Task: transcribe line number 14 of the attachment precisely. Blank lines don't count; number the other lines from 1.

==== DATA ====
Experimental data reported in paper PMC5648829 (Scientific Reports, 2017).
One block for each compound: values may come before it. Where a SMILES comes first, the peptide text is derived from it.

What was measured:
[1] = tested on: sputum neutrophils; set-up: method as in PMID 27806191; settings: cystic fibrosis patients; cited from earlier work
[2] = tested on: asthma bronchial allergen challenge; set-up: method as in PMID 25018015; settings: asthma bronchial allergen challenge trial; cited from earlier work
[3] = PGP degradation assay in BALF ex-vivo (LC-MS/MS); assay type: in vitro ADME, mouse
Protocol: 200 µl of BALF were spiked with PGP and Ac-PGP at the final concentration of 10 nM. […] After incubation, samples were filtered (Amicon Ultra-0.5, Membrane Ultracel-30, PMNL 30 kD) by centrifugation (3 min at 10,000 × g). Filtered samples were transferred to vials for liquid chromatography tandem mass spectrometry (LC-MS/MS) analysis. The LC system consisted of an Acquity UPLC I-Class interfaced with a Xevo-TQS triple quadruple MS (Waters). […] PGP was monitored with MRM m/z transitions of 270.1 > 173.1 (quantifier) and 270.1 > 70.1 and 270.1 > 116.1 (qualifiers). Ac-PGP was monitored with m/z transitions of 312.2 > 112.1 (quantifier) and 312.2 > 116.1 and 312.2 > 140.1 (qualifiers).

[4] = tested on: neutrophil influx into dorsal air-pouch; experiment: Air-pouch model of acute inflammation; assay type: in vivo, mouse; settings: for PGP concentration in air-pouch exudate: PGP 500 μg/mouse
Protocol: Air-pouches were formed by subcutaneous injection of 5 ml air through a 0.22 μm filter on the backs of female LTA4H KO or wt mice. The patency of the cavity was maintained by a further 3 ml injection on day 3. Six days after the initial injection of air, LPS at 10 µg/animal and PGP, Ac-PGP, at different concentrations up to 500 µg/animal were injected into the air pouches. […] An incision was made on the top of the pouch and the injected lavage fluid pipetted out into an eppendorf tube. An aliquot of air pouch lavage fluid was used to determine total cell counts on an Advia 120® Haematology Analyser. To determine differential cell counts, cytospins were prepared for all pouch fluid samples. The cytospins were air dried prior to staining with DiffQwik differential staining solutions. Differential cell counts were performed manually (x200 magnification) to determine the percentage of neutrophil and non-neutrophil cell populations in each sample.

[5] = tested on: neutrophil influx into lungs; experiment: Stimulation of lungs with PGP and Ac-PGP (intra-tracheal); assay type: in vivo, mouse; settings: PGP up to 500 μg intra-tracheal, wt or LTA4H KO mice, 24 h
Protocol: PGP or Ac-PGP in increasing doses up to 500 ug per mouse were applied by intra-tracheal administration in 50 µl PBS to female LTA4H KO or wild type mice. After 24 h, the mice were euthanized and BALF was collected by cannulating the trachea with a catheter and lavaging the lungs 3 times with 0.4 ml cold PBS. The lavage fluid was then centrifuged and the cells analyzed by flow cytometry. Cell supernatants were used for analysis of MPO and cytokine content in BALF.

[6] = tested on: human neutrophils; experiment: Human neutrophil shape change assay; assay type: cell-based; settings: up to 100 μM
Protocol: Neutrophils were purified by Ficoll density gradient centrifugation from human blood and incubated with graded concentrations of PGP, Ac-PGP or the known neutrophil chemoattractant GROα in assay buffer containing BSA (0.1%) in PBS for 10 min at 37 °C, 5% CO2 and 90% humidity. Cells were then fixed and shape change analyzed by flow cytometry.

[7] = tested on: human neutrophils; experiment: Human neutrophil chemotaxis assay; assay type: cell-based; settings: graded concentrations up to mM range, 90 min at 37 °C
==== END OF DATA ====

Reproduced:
[7] = tested on: human neutrophils; experiment: Human neutrophil chemotaxis assay; assay type: cell-based; settings: graded concentrations up to mM range, 90 min at 37 °C